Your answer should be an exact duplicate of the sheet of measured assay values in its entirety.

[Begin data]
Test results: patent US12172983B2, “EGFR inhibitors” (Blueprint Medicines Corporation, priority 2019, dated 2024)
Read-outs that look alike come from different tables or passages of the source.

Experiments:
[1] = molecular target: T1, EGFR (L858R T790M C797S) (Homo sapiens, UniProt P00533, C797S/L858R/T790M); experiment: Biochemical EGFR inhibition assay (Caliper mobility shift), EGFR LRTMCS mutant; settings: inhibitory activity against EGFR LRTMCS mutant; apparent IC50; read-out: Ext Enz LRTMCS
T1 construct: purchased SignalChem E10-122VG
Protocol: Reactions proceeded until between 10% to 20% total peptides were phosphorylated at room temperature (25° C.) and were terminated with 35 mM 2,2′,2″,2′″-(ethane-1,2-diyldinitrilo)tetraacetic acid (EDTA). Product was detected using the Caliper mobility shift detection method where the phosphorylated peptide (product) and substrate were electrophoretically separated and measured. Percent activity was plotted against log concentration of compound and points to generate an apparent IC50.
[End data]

Test results: patent US12172983B2, “EGFR inhibitors” (Blueprint Medicines Corporation, priority 2019, dated 2024)
Read-outs that look alike come from different tables or passages of the source.

Experiments:
[1] = molecular target: T1, EGFR (L858R T790M C797S) (Homo sapiens, UniProt P00533, C797S/L858R/T790M); experiment: Biochemical EGFR inhibition assay (Caliper mobility shift), EGFR LRTMCS mutant; settings: inhibitory activity against EGFR LRTMCS mutant; apparent IC50; read-out: Ext Enz LRTMCS
T1 construct: purchased SignalChem E10-122VG
Protocol: Reactions proceeded until between 10% to 20% total peptides were phosphorylated at room temperature (25° C.) and were terminated with 35 mM 2,2′,2″,2′″-(ethane-1,2-diyldinitrilo)tetraacetic acid (EDTA). Product was detected using the Caliper mobility shift detection method where the phosphorylated peptide (product) and substrate were electrophoretically separated and measured. Percent activity was plotted against log concentration of compound and points to generate an apparent IC50.